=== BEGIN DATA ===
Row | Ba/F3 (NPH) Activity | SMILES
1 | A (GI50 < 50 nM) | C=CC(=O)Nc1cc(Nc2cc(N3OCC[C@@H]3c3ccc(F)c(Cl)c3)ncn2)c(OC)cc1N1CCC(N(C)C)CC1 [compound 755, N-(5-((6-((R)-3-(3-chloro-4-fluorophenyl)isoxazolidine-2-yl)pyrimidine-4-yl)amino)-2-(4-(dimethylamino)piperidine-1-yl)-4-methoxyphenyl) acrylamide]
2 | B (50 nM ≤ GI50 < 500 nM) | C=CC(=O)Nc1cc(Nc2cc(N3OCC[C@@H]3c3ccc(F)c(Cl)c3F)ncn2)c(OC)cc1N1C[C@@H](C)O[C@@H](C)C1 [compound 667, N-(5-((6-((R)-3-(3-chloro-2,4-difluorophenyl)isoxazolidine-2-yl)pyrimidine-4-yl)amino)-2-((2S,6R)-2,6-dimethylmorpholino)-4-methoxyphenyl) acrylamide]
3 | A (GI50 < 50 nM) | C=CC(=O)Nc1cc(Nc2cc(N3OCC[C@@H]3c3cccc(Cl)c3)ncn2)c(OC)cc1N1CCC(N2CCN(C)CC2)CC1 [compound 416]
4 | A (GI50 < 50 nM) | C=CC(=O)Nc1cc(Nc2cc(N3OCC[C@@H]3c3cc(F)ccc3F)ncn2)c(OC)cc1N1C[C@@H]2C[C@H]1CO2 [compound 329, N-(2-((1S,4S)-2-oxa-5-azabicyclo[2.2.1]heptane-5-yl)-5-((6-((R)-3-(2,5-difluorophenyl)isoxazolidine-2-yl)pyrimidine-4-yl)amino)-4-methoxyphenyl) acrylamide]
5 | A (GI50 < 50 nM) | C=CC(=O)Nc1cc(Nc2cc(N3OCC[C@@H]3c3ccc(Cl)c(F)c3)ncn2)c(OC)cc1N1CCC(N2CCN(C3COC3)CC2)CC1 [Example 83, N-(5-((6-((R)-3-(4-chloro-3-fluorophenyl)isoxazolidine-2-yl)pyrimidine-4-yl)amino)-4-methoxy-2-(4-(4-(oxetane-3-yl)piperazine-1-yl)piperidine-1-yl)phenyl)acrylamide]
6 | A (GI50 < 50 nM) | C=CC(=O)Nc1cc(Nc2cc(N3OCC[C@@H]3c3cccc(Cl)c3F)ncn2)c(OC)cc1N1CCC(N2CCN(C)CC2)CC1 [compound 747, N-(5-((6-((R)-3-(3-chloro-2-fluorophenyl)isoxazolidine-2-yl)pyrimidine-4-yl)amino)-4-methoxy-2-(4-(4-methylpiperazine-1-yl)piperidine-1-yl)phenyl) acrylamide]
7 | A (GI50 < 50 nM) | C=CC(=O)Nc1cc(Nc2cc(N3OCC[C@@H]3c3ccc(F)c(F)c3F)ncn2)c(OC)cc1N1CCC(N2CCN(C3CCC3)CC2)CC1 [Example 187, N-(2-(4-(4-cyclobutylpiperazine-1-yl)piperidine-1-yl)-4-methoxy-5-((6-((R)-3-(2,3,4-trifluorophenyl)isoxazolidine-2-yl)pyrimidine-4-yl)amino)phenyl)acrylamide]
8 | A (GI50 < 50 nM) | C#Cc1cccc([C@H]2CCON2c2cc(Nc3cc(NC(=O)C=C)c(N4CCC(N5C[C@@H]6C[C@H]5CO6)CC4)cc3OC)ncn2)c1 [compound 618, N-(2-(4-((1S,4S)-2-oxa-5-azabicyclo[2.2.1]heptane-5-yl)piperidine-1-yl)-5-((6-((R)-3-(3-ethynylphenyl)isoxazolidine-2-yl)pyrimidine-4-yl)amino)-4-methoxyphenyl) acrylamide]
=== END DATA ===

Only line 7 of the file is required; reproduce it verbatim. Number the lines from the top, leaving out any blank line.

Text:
6 | A (GI50 < 50 nM) | C=CC(=O)Nc1cc(Nc2cc(N3OCC[C@@H]3c3cccc(Cl)c3F)ncn2)c(OC)cc1N1CCC(N2CCN(C)CC2)CC1 [compound 747, N-(5-((6-((R)-3-(3-chloro-2-fluorophenyl)isoxazolidine-2-yl)pyrimidine-4-yl)amino)-4-methoxy-2-(4-(4-methylpiperazine-1-yl)piperidine-1-yl)phenyl) acrylamide]